January 7, 2011

Hockey East Journal: New Year's resolutions

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It’s time for teams to strap in and figure out who they are this season. Starting now, there aren’t any off weekends, no long breaks, nothing in the way of a respite until the end of the season. And for those teams who’d like for that end to come on playoff ice, there are a few things left to do.

With that in mind, here are some suggested New Year’s resolutions for the league’s 10 squads.

For Boston College, Boston University, New Hampshire: Remember how quickly things can change.

In a league where the separation between hosting a quarterfinal series and missing the playoffs altogether is usually fewer than 10 points, two bad weekends can bring a league leader to its knees and make for a very chilly winter indeed. The twin titans on Commonwealth Avenue seem geared for a deep run, particularly the Eagles, who’ve been nearly impossible to stop this season. The Wildcats have quietly been the league’s most consistent team, and while there are some playoff ghosts to deal with down the line, UNH is built to last. Still, it’s got the toughest remaining schedule of the three league leaders, with a combined seven games against the other top four teams still to be played.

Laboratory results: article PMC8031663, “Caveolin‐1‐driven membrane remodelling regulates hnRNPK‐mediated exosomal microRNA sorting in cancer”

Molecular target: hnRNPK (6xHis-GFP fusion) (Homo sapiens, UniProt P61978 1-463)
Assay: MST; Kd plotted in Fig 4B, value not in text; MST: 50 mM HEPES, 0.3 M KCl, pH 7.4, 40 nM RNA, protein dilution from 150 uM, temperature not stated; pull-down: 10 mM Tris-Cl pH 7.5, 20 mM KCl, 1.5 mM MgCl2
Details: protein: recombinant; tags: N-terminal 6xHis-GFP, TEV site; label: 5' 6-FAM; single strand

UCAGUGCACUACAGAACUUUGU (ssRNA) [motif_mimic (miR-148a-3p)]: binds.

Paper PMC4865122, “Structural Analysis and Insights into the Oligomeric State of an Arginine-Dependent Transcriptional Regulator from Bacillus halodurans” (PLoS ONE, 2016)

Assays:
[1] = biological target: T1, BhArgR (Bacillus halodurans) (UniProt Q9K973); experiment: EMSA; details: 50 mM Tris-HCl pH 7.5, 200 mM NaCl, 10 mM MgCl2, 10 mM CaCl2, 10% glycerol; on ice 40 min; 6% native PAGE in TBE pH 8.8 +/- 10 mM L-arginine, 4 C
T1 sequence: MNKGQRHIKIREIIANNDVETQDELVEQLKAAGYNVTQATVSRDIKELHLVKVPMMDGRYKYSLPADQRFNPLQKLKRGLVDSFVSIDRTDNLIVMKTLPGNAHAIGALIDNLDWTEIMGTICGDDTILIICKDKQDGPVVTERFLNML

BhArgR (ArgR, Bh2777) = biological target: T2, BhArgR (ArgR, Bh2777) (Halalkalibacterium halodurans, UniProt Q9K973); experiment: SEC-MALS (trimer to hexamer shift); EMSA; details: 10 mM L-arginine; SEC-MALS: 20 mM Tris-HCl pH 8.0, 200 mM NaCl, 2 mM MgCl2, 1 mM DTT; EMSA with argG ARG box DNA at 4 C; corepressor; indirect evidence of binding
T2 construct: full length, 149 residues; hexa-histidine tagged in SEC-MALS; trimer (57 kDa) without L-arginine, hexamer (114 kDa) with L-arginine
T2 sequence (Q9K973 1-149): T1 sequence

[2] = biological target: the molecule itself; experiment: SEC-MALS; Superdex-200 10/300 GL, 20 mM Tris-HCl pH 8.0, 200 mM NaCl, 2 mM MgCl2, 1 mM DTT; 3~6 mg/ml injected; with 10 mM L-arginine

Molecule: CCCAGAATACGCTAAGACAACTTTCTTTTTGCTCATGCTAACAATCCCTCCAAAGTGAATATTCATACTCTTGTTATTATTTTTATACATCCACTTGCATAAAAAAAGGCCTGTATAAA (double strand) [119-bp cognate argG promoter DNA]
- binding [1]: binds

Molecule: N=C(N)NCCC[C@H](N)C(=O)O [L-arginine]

For Maine, Merrimack: Grow up fast.

While neither the Black Bears (seven freshmen, nine sophomores) nor the Warriors (seven freshmen, six sophomores) have the sort of prevailing youth found on BU’s or UMass’ rosters this season, they’ve both made their bold challenges to the league leaders with relatively fresh-faced lineups. It’s one thing to find a spark in November and December. It’s another thing entirely to keep that spark alight down the stretch, and these two legitimate title contenders need to solve that riddle if they’re going to be taken seriously.

For Providence: Keep the blinders on

This could be a pretty special season for a program that has to look real hard in the rearview mirror to find the last one. The Friars hit this weekend’s games in sixth place, and while their 10 points don’t give them a terribly firm foothold, they’ve certainly earned the right to reach the playoffs thus far. To actually get there, though, they’ll need to keep from looking too far ahead, because every game from here on out will be a challenge.